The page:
Flatweave Rugs (Woven by Hand)

Hand woven rugs with no pile are referred to as “flatweave” rugs. Kilims, dhurries, Navajos, and tapestries fall into this broad category. Some are reversible, and some are not. Some have fringe, and some do not. They are woven by hand from natural fibers (primarily wool, cotton, and silk).

  • Quality wool is a durable and strong flatweave fiber that can take years of use and still look great. It hides soil well.
  • Cotton and silk do not have a great ability to hide soil. They look dirty quickly in traffic areas.
  • Flatweave rugs used on the floor need to be rotated regularly (and reversed if the rug is reversible) to even out wear and tear, and any sun fade.
  • Tribal flatweaves woven on nomadic looms may have uneven edges and buckling that are structural characteristics of the weave.

Hand woven flatweave rugs can last for decades if properly cared for. Fiber protector can help protect the rug from spills, and a proper pad will act as a shock absorber to reduce wear.


Regular vacuuming protects the longevity of all rugs, however, with flatweave rugs this can be a challenge. Strong suction vacuums, as well as rotating brush vacuums, must be avoided. Vacuuming must be done with a hand held vacuum hose with attachment, or an extremely light vacuum specifically designed for delicate surfaces.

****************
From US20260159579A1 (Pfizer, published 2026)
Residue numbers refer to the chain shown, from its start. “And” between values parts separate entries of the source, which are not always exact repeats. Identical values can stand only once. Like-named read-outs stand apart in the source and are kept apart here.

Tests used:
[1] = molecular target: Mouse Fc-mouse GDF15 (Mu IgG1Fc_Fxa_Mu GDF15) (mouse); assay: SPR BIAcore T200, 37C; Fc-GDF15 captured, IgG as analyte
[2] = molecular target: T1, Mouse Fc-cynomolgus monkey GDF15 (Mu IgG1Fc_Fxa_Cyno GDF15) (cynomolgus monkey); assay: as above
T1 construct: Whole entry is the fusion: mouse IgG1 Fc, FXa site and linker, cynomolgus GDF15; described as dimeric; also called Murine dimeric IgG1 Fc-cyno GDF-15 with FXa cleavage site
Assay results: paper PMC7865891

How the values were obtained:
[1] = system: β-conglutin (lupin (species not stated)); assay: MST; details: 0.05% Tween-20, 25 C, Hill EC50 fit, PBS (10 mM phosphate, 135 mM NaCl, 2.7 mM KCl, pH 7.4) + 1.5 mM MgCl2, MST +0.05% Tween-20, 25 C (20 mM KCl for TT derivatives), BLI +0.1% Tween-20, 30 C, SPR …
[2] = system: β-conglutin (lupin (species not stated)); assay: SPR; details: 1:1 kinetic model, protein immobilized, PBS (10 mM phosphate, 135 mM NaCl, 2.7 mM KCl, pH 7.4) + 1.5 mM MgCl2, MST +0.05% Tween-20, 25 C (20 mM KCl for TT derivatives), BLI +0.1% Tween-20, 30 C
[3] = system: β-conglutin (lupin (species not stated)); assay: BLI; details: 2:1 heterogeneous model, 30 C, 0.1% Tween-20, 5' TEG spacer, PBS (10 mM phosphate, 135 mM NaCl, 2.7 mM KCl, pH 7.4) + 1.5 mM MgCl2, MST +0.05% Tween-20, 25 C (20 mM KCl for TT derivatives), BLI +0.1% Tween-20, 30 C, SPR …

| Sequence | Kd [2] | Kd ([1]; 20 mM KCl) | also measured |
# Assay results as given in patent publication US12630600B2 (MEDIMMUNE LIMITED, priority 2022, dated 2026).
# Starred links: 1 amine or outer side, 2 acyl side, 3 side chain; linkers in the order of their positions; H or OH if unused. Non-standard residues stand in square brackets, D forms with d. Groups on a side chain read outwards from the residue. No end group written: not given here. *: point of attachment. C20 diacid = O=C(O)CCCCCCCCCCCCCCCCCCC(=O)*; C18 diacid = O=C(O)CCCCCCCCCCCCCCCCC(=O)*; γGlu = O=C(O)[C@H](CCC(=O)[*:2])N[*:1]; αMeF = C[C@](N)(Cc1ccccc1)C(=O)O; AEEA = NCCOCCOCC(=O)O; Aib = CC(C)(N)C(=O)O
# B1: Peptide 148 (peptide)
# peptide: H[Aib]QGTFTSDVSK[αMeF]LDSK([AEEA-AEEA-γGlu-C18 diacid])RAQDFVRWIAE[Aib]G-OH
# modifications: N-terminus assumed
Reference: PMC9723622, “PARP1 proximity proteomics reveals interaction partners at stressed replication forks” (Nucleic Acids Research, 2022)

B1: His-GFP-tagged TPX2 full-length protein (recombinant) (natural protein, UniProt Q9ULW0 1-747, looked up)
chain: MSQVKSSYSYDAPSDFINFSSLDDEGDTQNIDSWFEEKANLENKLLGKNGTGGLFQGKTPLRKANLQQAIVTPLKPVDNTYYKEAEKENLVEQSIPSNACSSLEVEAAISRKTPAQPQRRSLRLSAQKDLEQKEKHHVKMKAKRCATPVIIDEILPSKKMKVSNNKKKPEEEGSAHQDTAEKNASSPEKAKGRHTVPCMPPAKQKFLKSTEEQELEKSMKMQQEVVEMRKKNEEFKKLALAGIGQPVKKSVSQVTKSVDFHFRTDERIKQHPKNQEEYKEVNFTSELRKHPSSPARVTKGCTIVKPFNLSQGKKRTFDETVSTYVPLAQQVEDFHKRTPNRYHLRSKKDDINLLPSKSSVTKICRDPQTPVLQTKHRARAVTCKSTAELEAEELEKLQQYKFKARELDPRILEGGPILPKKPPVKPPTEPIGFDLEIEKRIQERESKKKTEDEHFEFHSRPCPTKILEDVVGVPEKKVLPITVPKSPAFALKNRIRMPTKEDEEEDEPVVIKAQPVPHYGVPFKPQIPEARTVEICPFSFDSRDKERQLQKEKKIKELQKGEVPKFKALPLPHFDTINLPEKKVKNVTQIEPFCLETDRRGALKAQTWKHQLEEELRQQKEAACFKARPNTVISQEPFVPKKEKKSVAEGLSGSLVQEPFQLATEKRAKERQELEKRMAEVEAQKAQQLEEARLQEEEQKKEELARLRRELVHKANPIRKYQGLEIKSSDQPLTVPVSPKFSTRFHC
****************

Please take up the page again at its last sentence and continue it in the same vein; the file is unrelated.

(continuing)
Your goal will be to regularly remove the dust settling on the surface of the rug to prevent it from causing wear to the fibers when the rugs are walked on. Use a horse hair upholstery brush to remove surface dust in open areas. Vacuum the surface of the fibers with a hand held vacuum tool as often as you need to sweep the nearby floors. For hanging flatweaves, a horse hair brush can be used to brush the front and back edges quarterly to remove surface dust and to deter insects. 


Colorful and tribal flatweaves are likely not colorfast. Quick clean up is critical to prevent dye bleed. Applying fiber protector to rugs can help boost repellency so spills will be less likely to cause permanent staining, and protector helps repel soil so vacuuming is more successful. Use corn starch or other absorbent powder (NEVER baking soda) to cover the spill to help absorb it up, then vacuum away the powder when fully dry. With many drink spills, or pet accidents, professional cleaning will be needed. 

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